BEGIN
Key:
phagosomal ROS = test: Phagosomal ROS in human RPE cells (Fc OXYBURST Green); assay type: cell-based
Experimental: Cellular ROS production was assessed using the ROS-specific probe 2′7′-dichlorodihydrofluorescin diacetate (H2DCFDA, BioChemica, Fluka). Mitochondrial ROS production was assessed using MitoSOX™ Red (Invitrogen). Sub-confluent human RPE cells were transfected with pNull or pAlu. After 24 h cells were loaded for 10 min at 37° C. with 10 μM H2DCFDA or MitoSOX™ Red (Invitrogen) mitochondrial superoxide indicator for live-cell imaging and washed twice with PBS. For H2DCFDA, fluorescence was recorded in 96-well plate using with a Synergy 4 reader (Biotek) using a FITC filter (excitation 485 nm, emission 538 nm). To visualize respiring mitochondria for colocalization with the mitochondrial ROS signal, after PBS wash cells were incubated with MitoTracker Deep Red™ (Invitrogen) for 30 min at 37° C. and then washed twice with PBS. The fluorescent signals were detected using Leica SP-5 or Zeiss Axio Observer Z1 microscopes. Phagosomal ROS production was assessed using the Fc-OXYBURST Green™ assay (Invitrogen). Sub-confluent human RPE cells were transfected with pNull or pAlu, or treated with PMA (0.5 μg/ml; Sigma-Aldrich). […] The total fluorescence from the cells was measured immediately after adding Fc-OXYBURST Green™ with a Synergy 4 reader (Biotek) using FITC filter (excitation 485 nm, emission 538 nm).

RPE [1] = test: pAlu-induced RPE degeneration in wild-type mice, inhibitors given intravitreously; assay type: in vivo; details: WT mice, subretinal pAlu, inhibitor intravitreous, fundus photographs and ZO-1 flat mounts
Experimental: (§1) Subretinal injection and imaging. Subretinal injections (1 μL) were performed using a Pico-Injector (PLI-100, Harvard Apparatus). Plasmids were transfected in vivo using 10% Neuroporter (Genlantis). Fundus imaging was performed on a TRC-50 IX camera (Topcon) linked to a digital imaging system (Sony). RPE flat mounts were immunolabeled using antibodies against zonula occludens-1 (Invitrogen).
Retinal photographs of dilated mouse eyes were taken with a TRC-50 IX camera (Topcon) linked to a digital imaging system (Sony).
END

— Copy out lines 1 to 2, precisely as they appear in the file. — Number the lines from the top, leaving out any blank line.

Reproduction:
Key:
phagosomal ROS = test: Phagosomal ROS in human RPE cells (Fc OXYBURST Green); assay type: cell-based